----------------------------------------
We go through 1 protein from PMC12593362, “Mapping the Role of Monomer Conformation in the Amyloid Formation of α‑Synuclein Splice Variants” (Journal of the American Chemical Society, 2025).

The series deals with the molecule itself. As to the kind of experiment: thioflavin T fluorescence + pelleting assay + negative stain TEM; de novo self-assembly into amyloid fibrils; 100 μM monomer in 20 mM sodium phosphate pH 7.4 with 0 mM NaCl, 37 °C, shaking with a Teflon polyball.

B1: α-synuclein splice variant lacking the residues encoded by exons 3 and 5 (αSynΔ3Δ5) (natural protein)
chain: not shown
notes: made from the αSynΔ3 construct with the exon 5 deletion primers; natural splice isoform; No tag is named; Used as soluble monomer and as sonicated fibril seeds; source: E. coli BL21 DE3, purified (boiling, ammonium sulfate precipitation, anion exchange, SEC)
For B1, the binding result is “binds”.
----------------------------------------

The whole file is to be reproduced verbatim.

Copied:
We go through 1 protein from PMC12593362, “Mapping the Role of Monomer Conformation in the Amyloid Formation of α‑Synuclein Splice Variants” (Journal of the American Chemical Society, 2025).

The series deals with the molecule itself. As to the kind of experiment: thioflavin T fluorescence + pelleting assay + negative stain TEM; de novo self-assembly into amyloid fibrils; 100 μM monomer in 20 mM sodium phosphate pH 7.4 with 0 mM NaCl, 37 °C, shaking with a Teflon polyball.

B1: α-synuclein splice variant lacking the residues encoded by exons 3 and 5 (αSynΔ3Δ5) (natural protein)
chain: not shown
notes: made from the αSynΔ3 construct with the exon 5 deletion primers; natural splice isoform; No tag is named; Used as soluble monomer and as sonicated fibril seeds; source: E. coli BL21 DE3, purified (boiling, ammonium sulfate precipitation, anion exchange, SEC)
For B1, the binding result is “binds”.